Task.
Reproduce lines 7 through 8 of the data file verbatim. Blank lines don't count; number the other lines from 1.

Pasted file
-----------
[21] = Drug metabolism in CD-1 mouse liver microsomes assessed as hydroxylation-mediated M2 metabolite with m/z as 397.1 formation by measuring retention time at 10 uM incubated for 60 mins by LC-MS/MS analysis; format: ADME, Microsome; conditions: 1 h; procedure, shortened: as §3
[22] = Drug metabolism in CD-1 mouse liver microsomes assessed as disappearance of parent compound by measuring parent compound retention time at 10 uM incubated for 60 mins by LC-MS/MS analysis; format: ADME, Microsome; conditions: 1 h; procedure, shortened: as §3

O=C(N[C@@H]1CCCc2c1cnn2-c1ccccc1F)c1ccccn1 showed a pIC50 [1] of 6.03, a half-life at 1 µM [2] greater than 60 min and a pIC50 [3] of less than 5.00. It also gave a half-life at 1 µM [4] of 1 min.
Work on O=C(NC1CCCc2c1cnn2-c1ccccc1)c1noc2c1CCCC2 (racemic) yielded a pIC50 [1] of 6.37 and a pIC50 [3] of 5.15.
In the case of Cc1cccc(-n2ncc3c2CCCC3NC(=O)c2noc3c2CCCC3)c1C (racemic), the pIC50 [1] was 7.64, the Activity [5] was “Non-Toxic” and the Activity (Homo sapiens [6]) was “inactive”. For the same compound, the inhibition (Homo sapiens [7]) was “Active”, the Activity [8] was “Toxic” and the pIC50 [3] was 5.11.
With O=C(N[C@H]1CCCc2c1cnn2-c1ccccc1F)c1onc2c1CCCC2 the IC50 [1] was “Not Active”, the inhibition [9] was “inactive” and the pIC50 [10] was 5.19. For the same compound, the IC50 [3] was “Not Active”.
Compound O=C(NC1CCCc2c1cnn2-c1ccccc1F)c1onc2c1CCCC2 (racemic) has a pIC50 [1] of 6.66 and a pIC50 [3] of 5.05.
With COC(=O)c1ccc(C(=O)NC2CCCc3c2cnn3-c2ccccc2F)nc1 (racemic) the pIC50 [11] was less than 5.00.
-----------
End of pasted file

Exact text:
Compound O=C(NC1CCCc2c1cnn2-c1ccccc1F)c1onc2c1CCCC2 (racemic) has a pIC50 [1] of 6.66 and a pIC50 [3] of 5.05.
With COC(=O)c1ccc(C(=O)NC2CCCc3c2cnn3-c2ccccc2F)nc1 (racemic) the pIC50 [11] was less than 5.00.